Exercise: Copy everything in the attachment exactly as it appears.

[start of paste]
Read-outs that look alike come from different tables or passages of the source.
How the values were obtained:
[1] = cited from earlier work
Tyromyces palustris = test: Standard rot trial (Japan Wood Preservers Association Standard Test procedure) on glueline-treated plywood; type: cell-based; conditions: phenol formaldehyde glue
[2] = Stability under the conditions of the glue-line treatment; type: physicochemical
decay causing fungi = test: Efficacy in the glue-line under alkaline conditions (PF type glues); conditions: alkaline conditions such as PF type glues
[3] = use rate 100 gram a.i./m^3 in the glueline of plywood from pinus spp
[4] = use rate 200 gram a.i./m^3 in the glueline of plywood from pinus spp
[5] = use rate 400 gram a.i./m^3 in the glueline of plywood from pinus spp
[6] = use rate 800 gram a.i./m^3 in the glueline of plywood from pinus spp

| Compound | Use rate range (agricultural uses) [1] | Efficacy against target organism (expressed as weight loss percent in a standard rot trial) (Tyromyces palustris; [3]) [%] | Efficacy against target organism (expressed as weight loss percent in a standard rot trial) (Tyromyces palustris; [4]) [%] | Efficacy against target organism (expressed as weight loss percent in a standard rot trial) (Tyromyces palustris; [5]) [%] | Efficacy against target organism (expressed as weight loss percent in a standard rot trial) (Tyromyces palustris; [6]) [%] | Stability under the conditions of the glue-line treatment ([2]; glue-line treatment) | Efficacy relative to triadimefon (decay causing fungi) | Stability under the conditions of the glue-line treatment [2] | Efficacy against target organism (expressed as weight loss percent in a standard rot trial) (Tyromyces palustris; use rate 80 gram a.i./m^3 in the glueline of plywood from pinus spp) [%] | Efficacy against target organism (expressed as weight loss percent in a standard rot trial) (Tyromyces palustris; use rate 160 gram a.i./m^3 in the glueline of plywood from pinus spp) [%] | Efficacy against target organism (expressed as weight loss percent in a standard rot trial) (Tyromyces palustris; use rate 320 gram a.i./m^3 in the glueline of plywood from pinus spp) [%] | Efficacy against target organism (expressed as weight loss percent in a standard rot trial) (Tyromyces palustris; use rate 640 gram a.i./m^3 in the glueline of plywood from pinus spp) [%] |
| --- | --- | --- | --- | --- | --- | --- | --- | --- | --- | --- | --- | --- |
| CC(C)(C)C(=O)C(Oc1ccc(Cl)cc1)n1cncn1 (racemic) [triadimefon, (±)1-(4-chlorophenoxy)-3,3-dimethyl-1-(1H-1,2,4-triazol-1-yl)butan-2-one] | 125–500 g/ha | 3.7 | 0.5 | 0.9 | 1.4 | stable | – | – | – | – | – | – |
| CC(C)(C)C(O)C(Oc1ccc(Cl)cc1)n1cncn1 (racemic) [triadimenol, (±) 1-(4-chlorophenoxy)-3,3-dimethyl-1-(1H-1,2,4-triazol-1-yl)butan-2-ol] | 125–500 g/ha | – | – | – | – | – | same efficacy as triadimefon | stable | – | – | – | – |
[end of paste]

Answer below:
Read-outs that look alike come from different tables or passages of the source.
How the values were obtained:
[1] = cited from earlier work
Tyromyces palustris = test: Standard rot trial (Japan Wood Preservers Association Standard Test procedure) on glueline-treated plywood; type: cell-based; conditions: phenol formaldehyde glue
[2] = Stability under the conditions of the glue-line treatment; type: physicochemical
decay causing fungi = test: Efficacy in the glue-line under alkaline conditions (PF type glues); conditions: alkaline conditions such as PF type glues
[3] = use rate 100 gram a.i./m^3 in the glueline of plywood from pinus spp
[4] = use rate 200 gram a.i./m^3 in the glueline of plywood from pinus spp
[5] = use rate 400 gram a.i./m^3 in the glueline of plywood from pinus spp
[6] = use rate 800 gram a.i./m^3 in the glueline of plywood from pinus spp

| Compound | Use rate range (agricultural uses) [1] | Efficacy against target organism (expressed as weight loss percent in a standard rot trial) (Tyromyces palustris; [3]) [%] | Efficacy against target organism (expressed as weight loss percent in a standard rot trial) (Tyromyces palustris; [4]) [%] | Efficacy against target organism (expressed as weight loss percent in a standard rot trial) (Tyromyces palustris; [5]) [%] | Efficacy against target organism (expressed as weight loss percent in a standard rot trial) (Tyromyces palustris; [6]) [%] | Stability under the conditions of the glue-line treatment ([2]; glue-line treatment) | Efficacy relative to triadimefon (decay causing fungi) | Stability under the conditions of the glue-line treatment [2] | Efficacy against target organism (expressed as weight loss percent in a standard rot trial) (Tyromyces palustris; use rate 80 gram a.i./m^3 in the glueline of plywood from pinus spp) [%] | Efficacy against target organism (expressed as weight loss percent in a standard rot trial) (Tyromyces palustris; use rate 160 gram a.i./m^3 in the glueline of plywood from pinus spp) [%] | Efficacy against target organism (expressed as weight loss percent in a standard rot trial) (Tyromyces palustris; use rate 320 gram a.i./m^3 in the glueline of plywood from pinus spp) [%] | Efficacy against target organism (expressed as weight loss percent in a standard rot trial) (Tyromyces palustris; use rate 640 gram a.i./m^3 in the glueline of plywood from pinus spp) [%] |
| --- | --- | --- | --- | --- | --- | --- | --- | --- | --- | --- | --- | --- |
| CC(C)(C)C(=O)C(Oc1ccc(Cl)cc1)n1cncn1 (racemic) [triadimefon, (±)1-(4-chlorophenoxy)-3,3-dimethyl-1-(1H-1,2,4-triazol-1-yl)butan-2-one] | 125–500 g/ha | 3.7 | 0.5 | 0.9 | 1.4 | stable | – | – | – | – | – | – |
| CC(C)(C)C(O)C(Oc1ccc(Cl)cc1)n1cncn1 (racemic) [triadimenol, (±) 1-(4-chlorophenoxy)-3,3-dimethyl-1-(1H-1,2,4-triazol-1-yl)butan-2-ol] | 125–500 g/ha | – | – | – | – | – | same efficacy as triadimefon | stable | – | – | – | – |